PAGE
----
Reviews – Valiant Entertainment: 7/11/12 by Jerry Whitworth
by Joshua Dysart (w) and Khari Evans (a)
Mister Tull’s strike force, members of the government agency Project Rising Spirit who hunt down Psiots, surrounds Peter Stanchek and his friends as the mental projection of Harada Toyo, the world’s most powerful psionic taking the form of a dog at present, looks on. Employing anti-Psiot technology, Peter’s fate seems grim as he begs Harada for help. Unmoved, Harada tells Peter he must use his own power, something he’s spent his life running from. After unlocking the terrifying abilities within, Peter takes down Tull and his men and formally joins the Harbinger Foundation. Meanwhile, we delve into Harada’s past when ten years earlier he saved the infant Darpan (the Mirror), a Psiot capable of making someone relive a tragic moment in their life but who also amplifies its pain, from the slums of India.
The action really picks up in this issue. After the information dump in the first issue, Peter finally unloads displaying abilities that even scared his best friend. The structure is much less complicated as well as we pick up right from last issue with Peter fighting the Rising Spirit troops, agreeing to take Harada on as his mentor, and jump into joining his organization (amidst the protests of Joe Irons). We still manage to get a couple new characters as well in Darpan, Rachel Hopson (Psiot recruiter), and Edward Sedgewick (Harada’s attendant), all of whom we meet briefly. Certainly an improvement over the last issue, which threw a lot of things at the reader, and I’m excited to see where the story goes from here.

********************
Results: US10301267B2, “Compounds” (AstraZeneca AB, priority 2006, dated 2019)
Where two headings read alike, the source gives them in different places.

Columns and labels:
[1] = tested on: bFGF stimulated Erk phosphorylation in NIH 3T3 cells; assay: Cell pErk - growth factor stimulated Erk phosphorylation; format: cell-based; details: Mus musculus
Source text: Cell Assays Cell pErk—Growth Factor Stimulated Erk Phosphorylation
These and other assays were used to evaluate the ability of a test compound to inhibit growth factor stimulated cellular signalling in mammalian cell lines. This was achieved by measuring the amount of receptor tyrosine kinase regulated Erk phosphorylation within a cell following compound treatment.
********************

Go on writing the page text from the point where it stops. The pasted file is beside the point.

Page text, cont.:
by Duane Swierczynski (w) and Manuel Garcia and Arturo Lozzi (a)
Ray is a man who has everything: a wife that loves him, a son that adores him, and taking the last step towards a perfect life as he drops his dangerous job to raise them. Ray, aka Bloodshot, a nanite-infused super soldier, must first undertake a mission to save his mentor and friend Apanewicz. However, not everything is as it seems when the mission was a draw to bring Bloodshot into the open as scientist Kuretich steals data from Bloodshot’s nanite memory and reveals his entire life is a lie, unlocking the various lives he’s been implanted with to inspire a desire to complete missions, as the super soldier’s superior officer and believed friend Hutch orders his immediate recapture.
I should start out to say this issue makes no bones about the use of gore. While I can’t say I was necessarily turned off by it, it still felt excessive at times and really hits the point that this comic is not for the faint of heart. That criticism aside, the issue was really good. It really sets up this idea of Bloodshot having problems at both ends as a pawn in the game between Kuretich and Project Rising Spirit (heralding back to the shared universe of the elder Valiant as this ties to the events of Harbinger). Further, the concept of just who is Bloodshot and how he came to be is a question firmly implanted in the mind of the reader. I’m quite interested to see where this goes (and hope Rai won’t be far behind).